Encrypted Chat App Telegram to Remove Terrorist Content Following Ban Threat in Indonesia

Telegram is to form a team of moderators to remove terrorist-related content from the encrypted messaging platform in Indonesia, after the country's government threatened to ban the app.

Indonesia's Ministry of Communications and Information Technology has already blocked access to the web version of the chat platform, citing concerns that it was being used to spread "radical and terrorist propaganda" in the country, according to Reuters.

"This has to be done because there are many channels on this service that are full of radical and terrorist propaganda, hatred, ways to make bombs, how to carry out attacks, disturbing images, which are all in conflict with Indonesian law," the communications ministry said in a statement on its website.
Telegram co-founder Pavel Durov said on Sunday that the service had blocked channels reported by the government and that it would take further action to remove the illegal content.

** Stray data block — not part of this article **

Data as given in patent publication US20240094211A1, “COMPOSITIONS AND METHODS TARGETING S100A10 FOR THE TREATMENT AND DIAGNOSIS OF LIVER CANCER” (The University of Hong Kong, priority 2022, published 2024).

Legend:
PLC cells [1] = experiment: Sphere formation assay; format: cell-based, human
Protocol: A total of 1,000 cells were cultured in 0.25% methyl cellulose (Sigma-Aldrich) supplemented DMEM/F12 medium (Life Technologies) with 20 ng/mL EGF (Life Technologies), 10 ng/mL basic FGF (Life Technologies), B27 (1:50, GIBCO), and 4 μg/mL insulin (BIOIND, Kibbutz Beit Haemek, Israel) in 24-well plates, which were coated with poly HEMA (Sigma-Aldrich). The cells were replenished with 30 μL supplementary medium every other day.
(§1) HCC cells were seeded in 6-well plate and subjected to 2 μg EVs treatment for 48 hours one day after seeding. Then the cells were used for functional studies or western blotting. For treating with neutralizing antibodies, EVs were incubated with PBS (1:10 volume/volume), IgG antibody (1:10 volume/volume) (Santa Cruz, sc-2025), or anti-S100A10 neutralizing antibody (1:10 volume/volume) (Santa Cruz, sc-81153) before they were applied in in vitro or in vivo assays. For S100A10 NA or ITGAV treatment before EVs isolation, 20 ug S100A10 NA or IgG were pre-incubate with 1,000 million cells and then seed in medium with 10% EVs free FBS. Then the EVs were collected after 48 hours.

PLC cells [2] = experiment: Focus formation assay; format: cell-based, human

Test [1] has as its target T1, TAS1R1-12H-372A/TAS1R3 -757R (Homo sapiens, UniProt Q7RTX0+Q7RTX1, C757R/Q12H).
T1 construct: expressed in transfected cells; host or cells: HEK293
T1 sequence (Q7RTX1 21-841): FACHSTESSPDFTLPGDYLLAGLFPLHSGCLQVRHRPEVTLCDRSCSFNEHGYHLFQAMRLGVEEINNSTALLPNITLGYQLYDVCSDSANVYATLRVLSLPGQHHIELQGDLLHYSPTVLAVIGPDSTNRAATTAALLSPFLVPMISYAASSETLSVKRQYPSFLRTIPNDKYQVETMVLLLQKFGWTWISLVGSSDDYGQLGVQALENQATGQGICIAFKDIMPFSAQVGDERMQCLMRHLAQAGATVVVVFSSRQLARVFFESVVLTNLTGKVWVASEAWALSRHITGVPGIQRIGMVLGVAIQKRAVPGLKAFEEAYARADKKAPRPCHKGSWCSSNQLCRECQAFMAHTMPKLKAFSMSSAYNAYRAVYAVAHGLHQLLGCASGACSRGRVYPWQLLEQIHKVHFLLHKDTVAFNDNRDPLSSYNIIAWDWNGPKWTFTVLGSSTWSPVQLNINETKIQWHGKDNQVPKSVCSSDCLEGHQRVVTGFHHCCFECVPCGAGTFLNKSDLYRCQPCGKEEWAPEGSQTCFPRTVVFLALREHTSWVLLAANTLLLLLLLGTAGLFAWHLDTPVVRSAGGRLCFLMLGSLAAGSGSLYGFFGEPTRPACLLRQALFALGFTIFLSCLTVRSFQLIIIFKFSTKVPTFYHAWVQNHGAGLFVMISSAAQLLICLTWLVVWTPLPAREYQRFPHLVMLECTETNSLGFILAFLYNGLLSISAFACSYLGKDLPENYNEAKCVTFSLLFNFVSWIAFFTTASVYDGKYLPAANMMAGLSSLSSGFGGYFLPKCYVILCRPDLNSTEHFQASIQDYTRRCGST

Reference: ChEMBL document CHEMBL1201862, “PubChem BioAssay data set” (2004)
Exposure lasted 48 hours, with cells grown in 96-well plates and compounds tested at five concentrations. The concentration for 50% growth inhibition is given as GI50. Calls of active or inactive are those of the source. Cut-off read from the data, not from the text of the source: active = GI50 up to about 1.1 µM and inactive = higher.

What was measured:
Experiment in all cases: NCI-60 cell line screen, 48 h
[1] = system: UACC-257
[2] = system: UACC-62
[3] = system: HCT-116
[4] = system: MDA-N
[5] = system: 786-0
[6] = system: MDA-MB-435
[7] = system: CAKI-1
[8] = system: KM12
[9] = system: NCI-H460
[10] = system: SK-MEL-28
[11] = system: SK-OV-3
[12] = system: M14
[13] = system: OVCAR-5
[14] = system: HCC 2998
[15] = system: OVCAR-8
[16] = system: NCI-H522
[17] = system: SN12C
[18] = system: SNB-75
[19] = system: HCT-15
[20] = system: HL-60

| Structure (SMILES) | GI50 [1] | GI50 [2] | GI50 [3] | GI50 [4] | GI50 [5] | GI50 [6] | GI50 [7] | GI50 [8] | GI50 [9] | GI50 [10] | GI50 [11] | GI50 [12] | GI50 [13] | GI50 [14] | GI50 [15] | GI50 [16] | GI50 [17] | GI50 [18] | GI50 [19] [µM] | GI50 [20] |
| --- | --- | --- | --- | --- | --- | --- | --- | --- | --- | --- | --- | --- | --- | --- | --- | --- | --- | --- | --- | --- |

"We are forming a dedicated team of moderators with knowledge of Indonesian culture and language to be able to process reports of terrorist-related content more quickly and accurately," Durov said in a Telegram post quoted by Associated Press.
Telegram has been criticized by governments before for its use by terrorist groups to spread propaganda and recruit members. Last month Telegram agreed to provide basic information about the company to Russia after authorities threatened to block access to the service.

Despite pressure from governments, Telegram's founders have refused to bow to demands for backdoors into the platform for authorities to access encrypted messages, arguing that security and privacy are central tenets of the service.